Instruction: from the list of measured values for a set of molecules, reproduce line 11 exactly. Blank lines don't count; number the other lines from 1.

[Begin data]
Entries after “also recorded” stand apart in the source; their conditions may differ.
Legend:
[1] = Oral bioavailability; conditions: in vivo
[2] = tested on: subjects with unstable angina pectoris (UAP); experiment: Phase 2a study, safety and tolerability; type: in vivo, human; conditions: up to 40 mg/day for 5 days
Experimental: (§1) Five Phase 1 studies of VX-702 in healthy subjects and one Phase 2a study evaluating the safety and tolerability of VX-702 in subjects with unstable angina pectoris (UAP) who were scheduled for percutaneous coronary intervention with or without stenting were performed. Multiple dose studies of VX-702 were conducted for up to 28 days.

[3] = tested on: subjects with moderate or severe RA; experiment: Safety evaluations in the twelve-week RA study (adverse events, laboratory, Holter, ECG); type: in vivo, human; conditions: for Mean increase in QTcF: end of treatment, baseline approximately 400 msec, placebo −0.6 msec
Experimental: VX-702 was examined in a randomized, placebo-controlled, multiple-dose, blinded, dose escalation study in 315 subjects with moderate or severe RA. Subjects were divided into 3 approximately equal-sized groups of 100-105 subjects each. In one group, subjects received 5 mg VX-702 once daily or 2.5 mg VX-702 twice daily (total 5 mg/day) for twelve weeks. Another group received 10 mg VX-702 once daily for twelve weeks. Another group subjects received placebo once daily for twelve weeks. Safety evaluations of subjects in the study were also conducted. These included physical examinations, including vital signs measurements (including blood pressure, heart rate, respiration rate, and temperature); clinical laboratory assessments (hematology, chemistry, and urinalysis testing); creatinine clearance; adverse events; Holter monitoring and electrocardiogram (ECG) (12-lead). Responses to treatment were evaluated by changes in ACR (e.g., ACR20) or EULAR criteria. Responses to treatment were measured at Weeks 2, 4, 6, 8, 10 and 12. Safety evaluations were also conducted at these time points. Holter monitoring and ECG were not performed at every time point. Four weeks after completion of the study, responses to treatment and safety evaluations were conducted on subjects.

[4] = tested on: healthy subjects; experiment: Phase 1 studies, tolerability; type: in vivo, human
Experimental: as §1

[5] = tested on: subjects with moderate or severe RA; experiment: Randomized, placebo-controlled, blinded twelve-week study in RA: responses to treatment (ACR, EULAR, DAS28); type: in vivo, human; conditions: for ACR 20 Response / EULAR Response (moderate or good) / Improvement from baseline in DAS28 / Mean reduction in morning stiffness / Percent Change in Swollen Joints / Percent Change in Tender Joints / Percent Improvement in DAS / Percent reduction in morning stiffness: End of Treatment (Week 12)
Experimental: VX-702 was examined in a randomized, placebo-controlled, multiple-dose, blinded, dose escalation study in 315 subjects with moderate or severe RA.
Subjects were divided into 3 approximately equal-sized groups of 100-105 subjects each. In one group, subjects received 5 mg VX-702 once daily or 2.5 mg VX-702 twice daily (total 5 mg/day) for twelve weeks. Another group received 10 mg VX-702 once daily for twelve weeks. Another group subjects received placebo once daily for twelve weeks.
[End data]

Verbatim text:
Experimental: VX-702 was examined in a randomized, placebo-controlled, multiple-dose, blinded, dose escalation study in 315 subjects with moderate or severe RA.